Wine has five components that determine taste and quality: alcohol, acid, tannin, sweetness/dryness, and fruitiness
Last week alcohol, this week acid, the element most dependent upon vineyard and its management and the key element of white wine.
As grapes ripen, sugar goes up while acidity goes down. The challenge for the viticulturalist (vineyard manager) is to harvest when the balance between acid and sugar is just right for the wine being made. The balance of acid with other taste components heralds the difference between great wine, good wine, average wine, and plonk.
When there is not enough acid, white wines taste flat or listless (think slacker); acid-challenged reds and sweeter wines taste flabby and pair poorly with assertive foods (think wimp). On the other hand, when there is too much acid, the wine is biting and mean spirited (think harpy). Wines with properly balanced acid are vivacious and lively (think fun date).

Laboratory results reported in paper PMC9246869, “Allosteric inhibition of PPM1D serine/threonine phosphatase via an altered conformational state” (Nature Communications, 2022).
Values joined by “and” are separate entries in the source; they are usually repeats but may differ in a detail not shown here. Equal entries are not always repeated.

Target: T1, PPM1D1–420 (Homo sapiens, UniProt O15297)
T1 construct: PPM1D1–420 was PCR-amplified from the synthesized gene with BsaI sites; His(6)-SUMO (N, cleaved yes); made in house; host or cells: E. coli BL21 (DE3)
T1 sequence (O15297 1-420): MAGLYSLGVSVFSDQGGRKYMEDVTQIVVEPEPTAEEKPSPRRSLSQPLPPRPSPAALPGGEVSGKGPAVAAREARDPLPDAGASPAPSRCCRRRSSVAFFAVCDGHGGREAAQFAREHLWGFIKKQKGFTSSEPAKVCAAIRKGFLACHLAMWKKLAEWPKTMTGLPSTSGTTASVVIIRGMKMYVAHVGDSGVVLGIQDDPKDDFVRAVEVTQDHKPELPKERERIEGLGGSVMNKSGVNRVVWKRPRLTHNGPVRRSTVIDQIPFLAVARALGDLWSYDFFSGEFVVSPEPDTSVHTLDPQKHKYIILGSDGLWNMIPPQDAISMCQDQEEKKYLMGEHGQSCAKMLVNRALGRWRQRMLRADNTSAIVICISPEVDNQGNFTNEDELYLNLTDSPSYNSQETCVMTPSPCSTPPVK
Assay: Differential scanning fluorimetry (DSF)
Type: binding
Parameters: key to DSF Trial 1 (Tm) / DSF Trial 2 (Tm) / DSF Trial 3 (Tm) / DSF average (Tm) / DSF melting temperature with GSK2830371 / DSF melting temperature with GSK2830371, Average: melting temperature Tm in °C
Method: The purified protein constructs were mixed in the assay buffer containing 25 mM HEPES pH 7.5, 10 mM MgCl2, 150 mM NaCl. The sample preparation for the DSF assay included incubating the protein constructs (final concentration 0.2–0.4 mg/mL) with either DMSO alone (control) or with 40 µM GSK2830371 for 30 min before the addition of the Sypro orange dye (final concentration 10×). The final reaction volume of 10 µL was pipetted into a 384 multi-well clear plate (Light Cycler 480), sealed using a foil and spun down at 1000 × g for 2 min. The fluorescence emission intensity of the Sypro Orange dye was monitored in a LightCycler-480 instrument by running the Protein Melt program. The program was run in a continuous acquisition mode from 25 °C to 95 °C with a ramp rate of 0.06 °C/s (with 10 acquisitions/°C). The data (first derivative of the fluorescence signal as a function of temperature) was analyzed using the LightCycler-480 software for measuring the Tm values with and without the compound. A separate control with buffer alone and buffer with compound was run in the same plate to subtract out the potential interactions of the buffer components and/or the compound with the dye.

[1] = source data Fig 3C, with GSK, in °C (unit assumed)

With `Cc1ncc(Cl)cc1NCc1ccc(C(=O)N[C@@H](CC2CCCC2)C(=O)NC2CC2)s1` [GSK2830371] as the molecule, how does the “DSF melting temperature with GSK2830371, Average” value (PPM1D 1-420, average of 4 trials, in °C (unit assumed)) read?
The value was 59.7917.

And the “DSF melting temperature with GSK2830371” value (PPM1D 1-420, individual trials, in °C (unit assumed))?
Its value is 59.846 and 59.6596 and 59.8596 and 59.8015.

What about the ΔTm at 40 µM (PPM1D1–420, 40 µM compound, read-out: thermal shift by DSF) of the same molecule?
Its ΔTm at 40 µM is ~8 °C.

Acid helps wine quench your thirst and aids in aging—without acid, wine turns brown and falls apart after a few years.
In the long, hot summers of New World vineyards—California and Australia, for example—acid fades early, so vintners (winery managers) add acid during fermentation. European vineyards, where summers are shorter, have the opposite problem. Tel est la vie, tel est du vin (such is life, such is wine).
• Dry Creek Vineyard Chenin Blanc Clarksburg. Peach, apricot, citrus acidity. $15
• Pacific Rim Riesling-Dry. Lime, apricot, right acidity. $11
• Straccali Tuscany Chianti. Cherry nose, clean and spicy Chianti acidity. $9